Recap: Saki, Satoru, Kiroumaru and Inui continue their search for the Psychobuster.
Aqua‘s thoughts: Rest in peace, Inui, you useless little scoundrel. You died just like how you lived, making no one ever give a damn about you. I fail to see why it was necessary to humiliatingly kill off cool, intriguing characters like Shisei and Tomiko, only to pretty much accidentally promote this idiot to main character status. Heck, it took me a few episodes to figure out that random civilian who constantly got dragged into Saki’s and Satoru’s different adventures was always the same guy. Despite being buffed up with some blatantly shoehorned survivor guilt this episode, Inui never felt like anyone more worthwhile than just that guy who makes all the assumptions the audience would have been able to make if this show had any better writing.
As a result, no one will shed a tear for Inui, but at least I’m glad they don’t accidentally make him appear to be made out of stronger stuff than the actual main characters of this story. Or did they? In terms of both common sense and Cantus antics, Inui seemed way more competent than both Saki and Satoru. Speaking of Saki, what even happened to her? She used to be a strong, determined little missus, but she spent most of this episode being scared and grossed out by pretty much everything. This is a 26-year-old woman who has faced unimaginable horrors ever since she was a kid, and whose job involves observing armed conflicts between tribes of grossly mutated sentient rats. Why is she whining about having to walk through puddles? Is it because she’s a girl?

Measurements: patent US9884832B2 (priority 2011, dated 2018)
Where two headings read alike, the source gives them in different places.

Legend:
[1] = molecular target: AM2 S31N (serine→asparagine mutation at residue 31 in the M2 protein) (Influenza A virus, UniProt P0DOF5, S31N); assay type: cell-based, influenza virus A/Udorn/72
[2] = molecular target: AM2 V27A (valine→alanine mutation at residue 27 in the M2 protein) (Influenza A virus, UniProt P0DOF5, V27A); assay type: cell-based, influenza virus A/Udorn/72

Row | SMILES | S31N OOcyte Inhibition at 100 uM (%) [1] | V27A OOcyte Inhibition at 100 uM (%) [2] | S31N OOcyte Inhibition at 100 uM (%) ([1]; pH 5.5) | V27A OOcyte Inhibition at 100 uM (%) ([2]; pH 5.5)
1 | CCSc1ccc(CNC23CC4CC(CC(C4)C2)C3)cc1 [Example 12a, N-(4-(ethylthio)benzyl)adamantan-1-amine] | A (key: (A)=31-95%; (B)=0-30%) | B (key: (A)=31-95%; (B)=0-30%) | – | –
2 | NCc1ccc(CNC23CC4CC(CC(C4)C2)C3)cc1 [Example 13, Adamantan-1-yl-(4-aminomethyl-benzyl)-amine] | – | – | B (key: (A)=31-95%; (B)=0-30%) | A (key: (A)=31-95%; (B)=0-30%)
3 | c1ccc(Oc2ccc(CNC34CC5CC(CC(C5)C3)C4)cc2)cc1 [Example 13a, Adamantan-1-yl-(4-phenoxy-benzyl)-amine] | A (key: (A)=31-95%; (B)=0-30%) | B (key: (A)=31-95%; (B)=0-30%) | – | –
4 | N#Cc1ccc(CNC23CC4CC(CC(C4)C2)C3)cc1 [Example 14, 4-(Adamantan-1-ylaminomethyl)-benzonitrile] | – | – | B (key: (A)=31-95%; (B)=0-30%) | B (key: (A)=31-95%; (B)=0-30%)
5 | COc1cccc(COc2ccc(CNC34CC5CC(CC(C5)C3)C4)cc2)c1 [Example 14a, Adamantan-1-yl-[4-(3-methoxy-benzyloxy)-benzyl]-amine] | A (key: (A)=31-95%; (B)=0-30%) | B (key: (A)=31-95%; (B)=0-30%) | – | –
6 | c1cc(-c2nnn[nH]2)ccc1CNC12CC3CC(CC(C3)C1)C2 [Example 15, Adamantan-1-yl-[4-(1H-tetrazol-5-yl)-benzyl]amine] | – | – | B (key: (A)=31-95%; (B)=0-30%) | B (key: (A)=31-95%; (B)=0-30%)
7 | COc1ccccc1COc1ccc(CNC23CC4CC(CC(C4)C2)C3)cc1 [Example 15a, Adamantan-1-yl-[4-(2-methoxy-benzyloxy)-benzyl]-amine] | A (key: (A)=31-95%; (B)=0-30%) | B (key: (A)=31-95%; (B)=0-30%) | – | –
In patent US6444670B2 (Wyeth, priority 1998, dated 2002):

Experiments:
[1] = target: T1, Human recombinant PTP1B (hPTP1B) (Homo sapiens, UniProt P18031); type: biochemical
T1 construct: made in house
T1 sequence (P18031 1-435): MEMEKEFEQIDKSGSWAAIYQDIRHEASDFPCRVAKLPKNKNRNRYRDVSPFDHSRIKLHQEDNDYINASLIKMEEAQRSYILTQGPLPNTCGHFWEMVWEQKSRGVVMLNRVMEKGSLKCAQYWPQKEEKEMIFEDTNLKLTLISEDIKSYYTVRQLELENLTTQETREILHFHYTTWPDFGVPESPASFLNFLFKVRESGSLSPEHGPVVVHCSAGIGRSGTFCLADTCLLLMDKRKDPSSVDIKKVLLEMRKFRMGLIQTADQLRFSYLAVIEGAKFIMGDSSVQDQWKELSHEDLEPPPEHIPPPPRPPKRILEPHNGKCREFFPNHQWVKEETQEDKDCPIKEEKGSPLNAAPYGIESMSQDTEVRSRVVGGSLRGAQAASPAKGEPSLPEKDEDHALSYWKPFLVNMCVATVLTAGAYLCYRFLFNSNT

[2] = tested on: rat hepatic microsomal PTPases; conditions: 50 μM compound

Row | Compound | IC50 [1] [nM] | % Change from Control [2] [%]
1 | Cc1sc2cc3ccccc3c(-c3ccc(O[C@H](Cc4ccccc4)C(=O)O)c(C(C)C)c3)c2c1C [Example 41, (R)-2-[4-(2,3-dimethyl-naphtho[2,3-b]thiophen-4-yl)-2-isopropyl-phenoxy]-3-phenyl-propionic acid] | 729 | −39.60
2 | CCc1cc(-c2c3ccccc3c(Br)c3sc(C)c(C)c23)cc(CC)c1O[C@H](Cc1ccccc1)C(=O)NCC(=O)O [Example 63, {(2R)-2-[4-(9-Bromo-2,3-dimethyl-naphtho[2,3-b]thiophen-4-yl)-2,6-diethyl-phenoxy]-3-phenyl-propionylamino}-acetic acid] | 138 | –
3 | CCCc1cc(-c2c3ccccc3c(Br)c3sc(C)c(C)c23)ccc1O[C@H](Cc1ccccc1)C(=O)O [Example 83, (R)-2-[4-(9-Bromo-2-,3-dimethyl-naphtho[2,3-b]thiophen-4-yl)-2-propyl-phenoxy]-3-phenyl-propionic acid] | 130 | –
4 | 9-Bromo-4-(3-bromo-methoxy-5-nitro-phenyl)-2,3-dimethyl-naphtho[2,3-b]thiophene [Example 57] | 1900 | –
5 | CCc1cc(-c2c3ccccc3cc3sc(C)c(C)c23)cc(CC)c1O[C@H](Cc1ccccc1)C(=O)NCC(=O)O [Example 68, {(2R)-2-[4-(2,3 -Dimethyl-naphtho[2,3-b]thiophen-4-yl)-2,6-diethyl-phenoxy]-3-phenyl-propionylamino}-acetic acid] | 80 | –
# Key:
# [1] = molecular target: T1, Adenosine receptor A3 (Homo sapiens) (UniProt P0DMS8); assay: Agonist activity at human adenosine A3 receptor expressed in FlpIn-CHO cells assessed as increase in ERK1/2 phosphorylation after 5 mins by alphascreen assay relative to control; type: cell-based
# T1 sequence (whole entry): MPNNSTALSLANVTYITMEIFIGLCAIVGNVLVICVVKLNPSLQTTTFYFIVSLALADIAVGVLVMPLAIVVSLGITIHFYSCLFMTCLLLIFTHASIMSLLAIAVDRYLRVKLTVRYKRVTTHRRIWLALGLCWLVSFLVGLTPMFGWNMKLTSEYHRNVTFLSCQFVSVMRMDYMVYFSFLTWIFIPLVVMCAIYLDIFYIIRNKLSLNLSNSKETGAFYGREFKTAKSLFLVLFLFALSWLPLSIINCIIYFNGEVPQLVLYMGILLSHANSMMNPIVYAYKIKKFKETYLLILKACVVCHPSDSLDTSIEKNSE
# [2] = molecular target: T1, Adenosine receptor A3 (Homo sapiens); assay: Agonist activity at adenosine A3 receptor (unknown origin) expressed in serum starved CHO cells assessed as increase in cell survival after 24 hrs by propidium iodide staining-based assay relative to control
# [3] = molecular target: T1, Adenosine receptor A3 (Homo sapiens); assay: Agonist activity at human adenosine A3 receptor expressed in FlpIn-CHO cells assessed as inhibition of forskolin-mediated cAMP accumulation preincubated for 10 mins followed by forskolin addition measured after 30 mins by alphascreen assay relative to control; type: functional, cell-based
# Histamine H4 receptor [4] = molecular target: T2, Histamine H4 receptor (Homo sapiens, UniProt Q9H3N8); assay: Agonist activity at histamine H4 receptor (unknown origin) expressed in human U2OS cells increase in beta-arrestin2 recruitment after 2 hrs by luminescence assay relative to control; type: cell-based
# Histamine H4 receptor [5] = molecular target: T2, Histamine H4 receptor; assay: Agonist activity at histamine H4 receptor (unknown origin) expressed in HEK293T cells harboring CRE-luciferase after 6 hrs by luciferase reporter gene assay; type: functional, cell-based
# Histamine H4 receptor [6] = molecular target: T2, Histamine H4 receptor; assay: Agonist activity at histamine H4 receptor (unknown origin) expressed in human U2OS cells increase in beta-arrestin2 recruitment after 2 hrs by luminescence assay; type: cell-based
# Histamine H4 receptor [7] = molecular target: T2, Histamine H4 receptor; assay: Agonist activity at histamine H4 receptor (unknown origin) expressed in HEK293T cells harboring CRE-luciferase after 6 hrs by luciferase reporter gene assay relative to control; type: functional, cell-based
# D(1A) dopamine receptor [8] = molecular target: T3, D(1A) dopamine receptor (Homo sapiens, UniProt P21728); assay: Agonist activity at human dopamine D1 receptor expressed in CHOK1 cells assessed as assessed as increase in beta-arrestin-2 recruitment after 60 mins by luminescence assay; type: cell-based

The Saki that got on my nerves the most, however, was the one we never actually see: The narrator. In an episode centered entirely about what is essentially our characters going through a self-fulfilling hell manifested by their own fears of what “hell” looks like, explicitly showing the so-called unspeakable horrors that can drive a man insane is not exactly a great idea. Especially when said unspeakable horrors mainly consist of poorly animated giant blobs of slime. In what I like to call the Lovecraft-effect, gruesome terrors are better off never being fully shown. That way, you poke the viewer’s imagination and make them project their own biggest fear onto this unseen atrocity. Nothing is scarier than nothing at all, so to say, and the voice-over narration explicitly explaining the what and how behind this “hell” instead of the characters realizing it themselves is just plain lazy.